Justine relaxed against Dad briefly, shot an electric glance at her brother, then rose suddenly. With a shy smile she moved next to Jesse on the couch.

Stories began to unfurl, and things were caught up on. Jesse was overwhelmed with a sense of how easy a year’s absence from home could turn one into an alien. Justine and Dad rattled on about so-and-so screwing around with so-and-so’s wife, and about who was cheating down at the Fastest Quarter-Mile in the State! (exclamation point part of the county raceway’s trademark), and the price of gasoline, and who had come back from the war in a coffin and who had come back in a wheelchair.

Strange. These stories used to bore him senseless. Now, they were a gateway both into his memories and into the changed, transformed present. They were about people he’d known, eaten dinner with, fantasized about, but they had not had their lives smashed against the cold iceberg of fate. He realized that these people belonged, in a way he did not, in a way he felt he never had. What he wished, more than anything else, was to be on the inside, the way Dad and Justine were, the way he’d always wanted to be.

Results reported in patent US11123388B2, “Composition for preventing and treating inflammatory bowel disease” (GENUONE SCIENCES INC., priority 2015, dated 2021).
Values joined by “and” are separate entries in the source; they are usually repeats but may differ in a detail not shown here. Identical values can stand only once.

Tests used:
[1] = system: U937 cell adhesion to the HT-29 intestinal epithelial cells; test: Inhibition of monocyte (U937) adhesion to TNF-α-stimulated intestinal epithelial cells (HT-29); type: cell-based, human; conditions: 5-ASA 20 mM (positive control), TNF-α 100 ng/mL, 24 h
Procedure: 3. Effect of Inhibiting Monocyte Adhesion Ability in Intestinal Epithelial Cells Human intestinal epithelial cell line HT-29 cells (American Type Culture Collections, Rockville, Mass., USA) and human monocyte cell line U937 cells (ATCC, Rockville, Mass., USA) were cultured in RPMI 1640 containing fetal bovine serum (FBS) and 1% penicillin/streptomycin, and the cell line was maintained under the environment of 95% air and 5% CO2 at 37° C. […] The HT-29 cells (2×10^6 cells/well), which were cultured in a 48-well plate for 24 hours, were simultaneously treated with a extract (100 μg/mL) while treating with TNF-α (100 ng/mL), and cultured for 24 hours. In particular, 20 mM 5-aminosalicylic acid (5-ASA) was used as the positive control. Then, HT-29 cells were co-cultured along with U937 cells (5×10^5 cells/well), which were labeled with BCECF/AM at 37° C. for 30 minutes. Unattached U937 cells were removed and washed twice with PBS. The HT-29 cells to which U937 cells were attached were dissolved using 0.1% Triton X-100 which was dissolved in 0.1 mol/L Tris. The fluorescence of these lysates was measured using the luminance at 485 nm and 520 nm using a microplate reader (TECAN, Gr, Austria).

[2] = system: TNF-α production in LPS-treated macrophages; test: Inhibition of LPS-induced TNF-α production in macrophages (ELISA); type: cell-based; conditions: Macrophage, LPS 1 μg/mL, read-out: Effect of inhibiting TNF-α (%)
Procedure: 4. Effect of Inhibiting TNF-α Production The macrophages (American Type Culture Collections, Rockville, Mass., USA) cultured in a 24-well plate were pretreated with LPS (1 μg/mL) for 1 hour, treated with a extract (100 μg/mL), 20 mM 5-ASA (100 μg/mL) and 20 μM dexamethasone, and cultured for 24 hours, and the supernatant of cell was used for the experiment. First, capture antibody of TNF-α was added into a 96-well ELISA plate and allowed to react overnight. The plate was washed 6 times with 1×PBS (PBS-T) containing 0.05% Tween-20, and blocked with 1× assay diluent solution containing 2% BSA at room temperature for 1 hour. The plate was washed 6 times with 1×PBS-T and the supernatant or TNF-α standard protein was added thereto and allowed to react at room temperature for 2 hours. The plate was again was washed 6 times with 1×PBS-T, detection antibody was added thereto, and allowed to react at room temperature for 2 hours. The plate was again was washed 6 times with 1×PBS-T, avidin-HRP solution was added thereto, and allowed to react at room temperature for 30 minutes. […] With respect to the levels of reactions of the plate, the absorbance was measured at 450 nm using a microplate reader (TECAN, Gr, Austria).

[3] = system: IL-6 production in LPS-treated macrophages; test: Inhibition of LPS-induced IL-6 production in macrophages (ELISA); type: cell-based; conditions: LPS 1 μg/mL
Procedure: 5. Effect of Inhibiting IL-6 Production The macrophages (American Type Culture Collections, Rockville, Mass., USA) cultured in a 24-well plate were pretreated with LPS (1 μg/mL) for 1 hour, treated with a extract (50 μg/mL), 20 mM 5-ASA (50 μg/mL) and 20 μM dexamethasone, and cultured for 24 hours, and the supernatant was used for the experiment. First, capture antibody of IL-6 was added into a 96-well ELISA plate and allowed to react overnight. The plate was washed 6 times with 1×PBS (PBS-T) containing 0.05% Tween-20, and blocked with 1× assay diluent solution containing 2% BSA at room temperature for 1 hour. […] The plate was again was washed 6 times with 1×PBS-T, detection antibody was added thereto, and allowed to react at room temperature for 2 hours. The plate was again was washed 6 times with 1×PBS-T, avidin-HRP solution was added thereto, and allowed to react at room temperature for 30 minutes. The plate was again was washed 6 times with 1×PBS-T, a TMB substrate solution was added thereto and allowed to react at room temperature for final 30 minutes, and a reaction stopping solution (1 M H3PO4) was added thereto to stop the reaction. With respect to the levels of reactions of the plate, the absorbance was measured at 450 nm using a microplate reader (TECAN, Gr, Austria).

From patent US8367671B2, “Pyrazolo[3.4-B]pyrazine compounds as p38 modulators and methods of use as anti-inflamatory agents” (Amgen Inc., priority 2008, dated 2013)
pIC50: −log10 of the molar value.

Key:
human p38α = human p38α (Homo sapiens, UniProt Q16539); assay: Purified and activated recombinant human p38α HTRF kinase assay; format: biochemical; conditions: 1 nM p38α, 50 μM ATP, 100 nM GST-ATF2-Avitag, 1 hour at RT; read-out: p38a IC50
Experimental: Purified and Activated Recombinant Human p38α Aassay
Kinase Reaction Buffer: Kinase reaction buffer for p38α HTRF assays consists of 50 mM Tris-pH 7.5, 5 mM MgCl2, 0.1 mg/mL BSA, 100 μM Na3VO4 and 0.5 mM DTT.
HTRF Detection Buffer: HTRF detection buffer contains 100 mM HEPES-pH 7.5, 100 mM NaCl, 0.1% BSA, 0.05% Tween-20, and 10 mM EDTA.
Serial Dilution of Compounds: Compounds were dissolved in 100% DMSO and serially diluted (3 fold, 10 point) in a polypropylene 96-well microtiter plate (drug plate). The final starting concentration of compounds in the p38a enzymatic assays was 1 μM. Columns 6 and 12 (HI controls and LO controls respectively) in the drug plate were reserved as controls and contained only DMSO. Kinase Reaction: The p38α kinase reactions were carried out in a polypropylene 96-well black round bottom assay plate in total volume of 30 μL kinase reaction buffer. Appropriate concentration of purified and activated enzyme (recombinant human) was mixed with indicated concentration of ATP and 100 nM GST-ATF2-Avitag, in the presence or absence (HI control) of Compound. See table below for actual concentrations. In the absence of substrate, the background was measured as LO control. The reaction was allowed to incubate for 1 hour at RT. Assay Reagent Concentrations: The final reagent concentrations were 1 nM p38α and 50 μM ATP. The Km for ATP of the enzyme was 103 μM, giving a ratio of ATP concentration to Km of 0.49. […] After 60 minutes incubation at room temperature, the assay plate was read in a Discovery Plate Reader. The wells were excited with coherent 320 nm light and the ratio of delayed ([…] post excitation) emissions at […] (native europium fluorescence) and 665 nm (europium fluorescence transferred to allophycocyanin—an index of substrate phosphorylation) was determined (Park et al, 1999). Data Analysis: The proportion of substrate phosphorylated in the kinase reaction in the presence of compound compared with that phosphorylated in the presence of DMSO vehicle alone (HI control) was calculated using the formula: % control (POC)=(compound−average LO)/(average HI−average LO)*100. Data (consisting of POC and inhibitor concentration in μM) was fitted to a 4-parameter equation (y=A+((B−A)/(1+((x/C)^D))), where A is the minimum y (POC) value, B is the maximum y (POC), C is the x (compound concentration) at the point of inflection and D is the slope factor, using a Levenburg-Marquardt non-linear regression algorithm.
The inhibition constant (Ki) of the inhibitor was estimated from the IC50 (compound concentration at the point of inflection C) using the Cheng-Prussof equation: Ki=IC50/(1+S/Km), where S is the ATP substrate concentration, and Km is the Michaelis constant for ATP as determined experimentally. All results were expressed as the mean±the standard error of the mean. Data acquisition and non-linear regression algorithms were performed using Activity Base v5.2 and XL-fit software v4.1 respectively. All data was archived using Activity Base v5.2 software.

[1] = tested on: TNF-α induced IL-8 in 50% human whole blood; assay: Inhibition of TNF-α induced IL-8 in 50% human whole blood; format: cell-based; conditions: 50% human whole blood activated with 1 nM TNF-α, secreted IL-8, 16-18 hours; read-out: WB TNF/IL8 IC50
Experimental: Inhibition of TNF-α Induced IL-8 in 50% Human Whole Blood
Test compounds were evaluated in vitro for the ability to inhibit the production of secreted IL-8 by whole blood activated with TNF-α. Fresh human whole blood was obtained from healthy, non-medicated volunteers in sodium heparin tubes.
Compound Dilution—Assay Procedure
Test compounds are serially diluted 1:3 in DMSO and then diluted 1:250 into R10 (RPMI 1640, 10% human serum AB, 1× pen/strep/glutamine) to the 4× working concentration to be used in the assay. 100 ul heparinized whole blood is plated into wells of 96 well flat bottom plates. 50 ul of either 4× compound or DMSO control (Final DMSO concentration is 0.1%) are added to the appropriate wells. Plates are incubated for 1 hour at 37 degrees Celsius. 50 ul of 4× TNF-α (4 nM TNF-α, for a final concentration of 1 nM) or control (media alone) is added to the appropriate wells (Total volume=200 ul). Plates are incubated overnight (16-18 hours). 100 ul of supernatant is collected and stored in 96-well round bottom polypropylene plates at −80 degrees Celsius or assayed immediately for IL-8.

The end of the evening news and the long-chinned dawn of Jay Leno heralded bedtime. Justine had withdrawn earlier, complaining that her feet hurt her.

Dad stopped Jesse as he rose. “Listen. Let’s camp out tomorrow. Go up to Crockett’s Hollow. We got a lot of rain last week; the river’s high.”
“What about the shop?”

“Fuck the shop,” said Dad. This was the biggest change. Dad’s body shop was his life. Catching Jesse’s astonishment, he said: “I got a guy to run the place. He’s from New York, though he’s not an idiot. So I get a day off here and there.”

“All right, then,” said Jesse, slowly.

“That’s my boy.”